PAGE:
We call for 25 million jobs in public services and public works as well as providing start-up money and grants in these industries, much like Germany did in order to jump-start its solar sector.
What are some of the other issues that the Green Party cares about?
JS: Ending student debt and making public higher education free. We call for ending student debt because we’ve been bailing out the banks and it’s students who’ve been hung out to dry.
This is outrageous and it harms not only the students but it harms our society and the economy. We need to liberate the students. Instead of bailing out the banks, yet again, we should be bailing out the students. If we buy up student debt, we are unleashing the economic power of students – and that’s what we need to reboot the economy.
Secondly, public higher education needs to be free. Throughout the 20th century, we provided a free high school education because it was necessary for an individual’s economic security – and we owe that to our younger generation, to give them a decent starting point to their economic lives. In the 21st century, you need a college degree, so public higher education needs to be free. This is our social contract with the younger generation.
What would you say to voters who believe a vote for a third party candidate is either wasted or stolen from a candidate who is more likely to win?
JS: Someone like Nader is a convenient scapegoat, an opportunity to create a fear campaign. [The fear is] created by the fossil fuel companies, the nuclear energy companies, the big banks — they don’t want people breaking away from the two-party system that works so well for them.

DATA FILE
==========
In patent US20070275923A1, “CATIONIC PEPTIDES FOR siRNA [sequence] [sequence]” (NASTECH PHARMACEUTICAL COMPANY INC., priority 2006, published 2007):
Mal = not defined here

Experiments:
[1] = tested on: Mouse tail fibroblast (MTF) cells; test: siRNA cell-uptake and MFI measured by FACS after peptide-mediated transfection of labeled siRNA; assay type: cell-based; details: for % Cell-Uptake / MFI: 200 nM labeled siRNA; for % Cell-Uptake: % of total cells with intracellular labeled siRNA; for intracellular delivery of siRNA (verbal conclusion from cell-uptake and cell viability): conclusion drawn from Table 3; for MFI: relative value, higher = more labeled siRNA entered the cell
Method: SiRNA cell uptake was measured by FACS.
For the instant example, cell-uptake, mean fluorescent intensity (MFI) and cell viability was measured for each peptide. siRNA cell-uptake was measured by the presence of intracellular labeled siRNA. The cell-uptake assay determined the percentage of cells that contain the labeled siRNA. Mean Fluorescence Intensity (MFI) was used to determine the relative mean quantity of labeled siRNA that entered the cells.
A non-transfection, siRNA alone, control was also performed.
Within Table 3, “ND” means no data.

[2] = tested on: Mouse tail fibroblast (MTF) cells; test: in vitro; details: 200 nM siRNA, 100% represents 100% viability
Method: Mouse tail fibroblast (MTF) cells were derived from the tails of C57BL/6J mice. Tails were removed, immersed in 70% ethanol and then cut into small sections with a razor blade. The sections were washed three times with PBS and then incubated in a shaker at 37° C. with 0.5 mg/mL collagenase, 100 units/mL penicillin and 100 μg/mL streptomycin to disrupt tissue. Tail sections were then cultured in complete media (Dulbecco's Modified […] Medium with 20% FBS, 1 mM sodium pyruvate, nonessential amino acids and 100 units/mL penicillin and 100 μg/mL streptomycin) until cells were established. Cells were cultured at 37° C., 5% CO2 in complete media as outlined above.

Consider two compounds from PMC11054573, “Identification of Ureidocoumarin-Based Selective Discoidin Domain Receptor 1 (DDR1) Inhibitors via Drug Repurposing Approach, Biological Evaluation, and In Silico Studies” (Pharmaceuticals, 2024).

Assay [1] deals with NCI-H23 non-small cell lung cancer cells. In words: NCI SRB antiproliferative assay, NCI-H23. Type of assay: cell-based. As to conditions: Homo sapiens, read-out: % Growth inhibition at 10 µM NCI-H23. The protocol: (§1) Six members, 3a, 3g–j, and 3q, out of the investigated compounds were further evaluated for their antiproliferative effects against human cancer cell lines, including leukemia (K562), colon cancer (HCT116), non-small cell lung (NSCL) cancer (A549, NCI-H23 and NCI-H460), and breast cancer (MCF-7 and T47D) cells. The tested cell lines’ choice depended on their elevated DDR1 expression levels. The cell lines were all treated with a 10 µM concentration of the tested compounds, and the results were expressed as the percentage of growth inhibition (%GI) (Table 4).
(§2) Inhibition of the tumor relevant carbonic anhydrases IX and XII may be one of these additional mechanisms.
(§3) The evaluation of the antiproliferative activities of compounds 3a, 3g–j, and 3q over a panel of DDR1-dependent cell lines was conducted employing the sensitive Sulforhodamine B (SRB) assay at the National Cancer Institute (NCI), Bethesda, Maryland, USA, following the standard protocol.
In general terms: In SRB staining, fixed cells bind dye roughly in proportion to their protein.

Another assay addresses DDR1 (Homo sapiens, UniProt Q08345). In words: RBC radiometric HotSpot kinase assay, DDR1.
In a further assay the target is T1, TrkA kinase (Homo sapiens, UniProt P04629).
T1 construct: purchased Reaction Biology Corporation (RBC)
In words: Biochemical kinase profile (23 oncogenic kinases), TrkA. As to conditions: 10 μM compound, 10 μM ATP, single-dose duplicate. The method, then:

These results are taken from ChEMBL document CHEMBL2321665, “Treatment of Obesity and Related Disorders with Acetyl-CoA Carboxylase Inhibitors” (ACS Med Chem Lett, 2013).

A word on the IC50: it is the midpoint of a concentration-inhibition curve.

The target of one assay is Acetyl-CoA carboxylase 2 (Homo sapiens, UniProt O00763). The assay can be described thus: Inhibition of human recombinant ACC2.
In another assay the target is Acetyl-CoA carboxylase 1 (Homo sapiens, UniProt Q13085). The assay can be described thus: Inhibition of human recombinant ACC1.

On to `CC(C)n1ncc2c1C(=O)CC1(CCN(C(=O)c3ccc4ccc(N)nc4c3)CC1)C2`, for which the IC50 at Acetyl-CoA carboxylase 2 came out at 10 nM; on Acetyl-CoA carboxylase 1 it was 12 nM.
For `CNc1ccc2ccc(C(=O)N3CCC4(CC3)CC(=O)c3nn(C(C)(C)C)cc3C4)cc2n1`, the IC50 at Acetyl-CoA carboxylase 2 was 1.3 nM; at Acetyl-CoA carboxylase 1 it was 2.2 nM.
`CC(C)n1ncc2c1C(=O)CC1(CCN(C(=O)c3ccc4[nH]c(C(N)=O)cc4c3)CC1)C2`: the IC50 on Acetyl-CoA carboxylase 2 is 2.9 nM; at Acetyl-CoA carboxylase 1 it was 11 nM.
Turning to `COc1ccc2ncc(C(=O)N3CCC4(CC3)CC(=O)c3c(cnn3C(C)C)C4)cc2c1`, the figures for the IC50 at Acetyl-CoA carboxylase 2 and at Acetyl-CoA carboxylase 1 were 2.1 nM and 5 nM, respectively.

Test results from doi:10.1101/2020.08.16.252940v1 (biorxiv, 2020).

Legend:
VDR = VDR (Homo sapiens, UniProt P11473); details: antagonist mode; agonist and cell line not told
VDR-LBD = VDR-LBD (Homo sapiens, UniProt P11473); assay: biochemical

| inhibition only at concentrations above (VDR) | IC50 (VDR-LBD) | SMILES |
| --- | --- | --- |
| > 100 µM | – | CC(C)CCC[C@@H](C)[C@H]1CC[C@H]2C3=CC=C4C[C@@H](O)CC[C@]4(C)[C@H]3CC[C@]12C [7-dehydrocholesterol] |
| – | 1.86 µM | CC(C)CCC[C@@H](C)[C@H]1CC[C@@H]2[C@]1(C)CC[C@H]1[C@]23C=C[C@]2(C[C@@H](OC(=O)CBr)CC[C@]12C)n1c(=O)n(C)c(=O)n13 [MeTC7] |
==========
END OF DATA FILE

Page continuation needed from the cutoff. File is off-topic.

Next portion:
And look at where the politics of fear has gotten us — when you vote for the “lesser evil” and not for your beliefs. What we’ve seen is that silence has not been an effective political strategy, and in fact the politics of fear have actually delivered to us many of the things we were afraid of.
In talking to young people, they are already alarmed about the crisis that they have inherited. I think there is a sea change — literally and figuratively — in terms of how people are thinking. So I don’t think the public is just going to get amnesia. Do our politicians have amnesia? Of course. They are paid to have amnesia, which is why we don’t fix this without changing our politics.
[Mainstream politicians] are trying to suppress the discussion until after the election, but people are not going to stand for that. And we’ll see how much they will stand up, but there are a lot of young people who get that their future is in their hands, their life is in their hands, and they are working for us as if their life depends on it.